When the numbers of fish decreased, the federal government put landing limits on American fishing crews with the hope of rebuilding.
It is unclear whether the numerical limits have worked, but it did a number on the small-boat fleet in New England.
Scores of boats have stopped going out, and those that remain have often converted to taking out bait-and-beer fishing parties and/or entertaining kids and families.
It is difficult to engage in a conversation with an old salt who does not fulminate against managers of the National Oceanic and Atmospheric Administration who set the limits on how many days boats can go out and what can be caught.
Yeomans has done commercial fishing but now is more of a consumer captain. Still, a lack of fish can be problematic for a helmsman taking out a boatload of hopeful anglers.
“In past years there were a lot of tuna,” said Yeomans, who blames large trawlers for taking baitfish (herring) out of the sea these days. “Now there aren’t many.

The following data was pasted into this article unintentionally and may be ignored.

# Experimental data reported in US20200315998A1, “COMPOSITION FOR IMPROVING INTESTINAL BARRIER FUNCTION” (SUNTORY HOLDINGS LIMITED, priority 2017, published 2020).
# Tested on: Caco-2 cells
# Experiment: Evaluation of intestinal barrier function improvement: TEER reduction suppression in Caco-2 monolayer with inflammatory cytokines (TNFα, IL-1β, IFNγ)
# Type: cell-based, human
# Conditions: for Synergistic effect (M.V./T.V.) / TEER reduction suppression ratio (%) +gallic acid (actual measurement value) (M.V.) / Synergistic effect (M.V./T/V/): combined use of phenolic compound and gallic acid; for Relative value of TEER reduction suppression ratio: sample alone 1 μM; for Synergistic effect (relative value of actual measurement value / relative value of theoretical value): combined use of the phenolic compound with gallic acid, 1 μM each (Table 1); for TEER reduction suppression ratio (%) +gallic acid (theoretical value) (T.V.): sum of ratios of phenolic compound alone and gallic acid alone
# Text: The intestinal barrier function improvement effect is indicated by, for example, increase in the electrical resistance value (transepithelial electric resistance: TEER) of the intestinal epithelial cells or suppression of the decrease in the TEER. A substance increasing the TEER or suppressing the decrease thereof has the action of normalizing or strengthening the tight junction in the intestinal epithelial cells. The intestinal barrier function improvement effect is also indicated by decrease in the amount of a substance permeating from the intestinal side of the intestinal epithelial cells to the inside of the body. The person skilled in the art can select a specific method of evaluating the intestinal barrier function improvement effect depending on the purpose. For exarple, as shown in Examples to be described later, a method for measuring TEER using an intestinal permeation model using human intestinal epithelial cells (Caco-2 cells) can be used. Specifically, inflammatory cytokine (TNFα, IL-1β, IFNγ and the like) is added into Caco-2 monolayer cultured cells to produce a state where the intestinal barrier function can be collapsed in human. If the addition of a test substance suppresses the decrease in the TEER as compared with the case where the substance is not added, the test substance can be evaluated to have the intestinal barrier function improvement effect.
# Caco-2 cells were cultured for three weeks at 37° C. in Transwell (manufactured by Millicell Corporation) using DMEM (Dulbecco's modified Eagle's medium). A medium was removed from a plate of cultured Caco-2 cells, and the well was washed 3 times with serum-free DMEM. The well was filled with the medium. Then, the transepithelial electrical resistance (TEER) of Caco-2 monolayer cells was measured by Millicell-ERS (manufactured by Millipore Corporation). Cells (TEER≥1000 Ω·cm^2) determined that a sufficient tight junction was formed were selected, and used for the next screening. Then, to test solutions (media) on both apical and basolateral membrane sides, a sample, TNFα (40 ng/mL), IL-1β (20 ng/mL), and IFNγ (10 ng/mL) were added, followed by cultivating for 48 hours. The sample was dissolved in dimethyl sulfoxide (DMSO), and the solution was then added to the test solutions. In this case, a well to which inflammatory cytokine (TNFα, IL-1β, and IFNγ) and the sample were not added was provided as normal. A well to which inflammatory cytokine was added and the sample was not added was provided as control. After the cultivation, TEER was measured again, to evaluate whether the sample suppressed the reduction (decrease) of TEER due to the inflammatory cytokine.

“And the whales have gone somewhere else. Local captains have to go out much farther into the ocean to show them to passengers; sometimes there are whalewatching ships in our waters that come all the way up from Boston because there aren’t any to be seen there.”
When taking out a party of a dozen fishermen, bringing in 80 fish (perhaps cod and haddock) would be a fair day. Filling the ice chests with 220, as has been done, is cause for celebration.
Lee Yeomans, Bob’s wife who helps run the business, said, “When the baitfish disappear, the larger fish don’t stay in the area.”
She said that huge ships come into port in Gloucester and use vacuum hoses to transfer enormous hauls of baitfish to waiting carriers.